Research, Argument, Counterargument, and Rebuttal
Two Prompts in One
Research an approved argument. Compile your Working (annotated) bibliography in MLA
format with at least 5 entries in an effort to keep track of your research materials. These should
include a print book, an academic journal article, and a reliable newspaper article. As you
workshop, you’ll encounter more helpful sources. Add them to your working bib, even after
you’ve turned it in.
Do not cite within the paper or on your working bib, or works cited, any encyclopedia. Use any
encyclopedia as a starting point; find the primary and secondary sources an encyclopedia cites
and use those sources for your research.
Write 5 to 7 pages in MLA format. Introduce your topic with two paragraphs. The first should
deal with the distant history, even the ancient history, of your topic. The second should inform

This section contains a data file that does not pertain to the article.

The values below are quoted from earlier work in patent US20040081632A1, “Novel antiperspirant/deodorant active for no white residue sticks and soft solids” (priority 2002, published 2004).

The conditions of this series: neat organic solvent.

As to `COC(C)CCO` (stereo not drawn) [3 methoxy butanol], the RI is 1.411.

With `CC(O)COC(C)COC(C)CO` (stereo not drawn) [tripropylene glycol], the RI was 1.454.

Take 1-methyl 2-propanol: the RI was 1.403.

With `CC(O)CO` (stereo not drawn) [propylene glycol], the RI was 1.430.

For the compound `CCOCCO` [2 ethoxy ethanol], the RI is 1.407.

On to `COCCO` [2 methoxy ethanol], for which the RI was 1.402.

your audience of what’s happening in terms of your topic today, and all of this should raise your
level 3 question. Posit that question with a literal question mark (?). The answer to that question
is your thesis. Be sure to create/posit the sub-claims in your answer. Develop those sub-claims
throughout your paper, citing your research as necessary within the text. It’s best to rebut a
counter argument in each of your body paragraphs. If it’s more manageable, a counter argument
paragraph before your conclusion will suffice. Be sure to conclude by reiterating your thesis,
and end on discussing the significance of your topic/argument.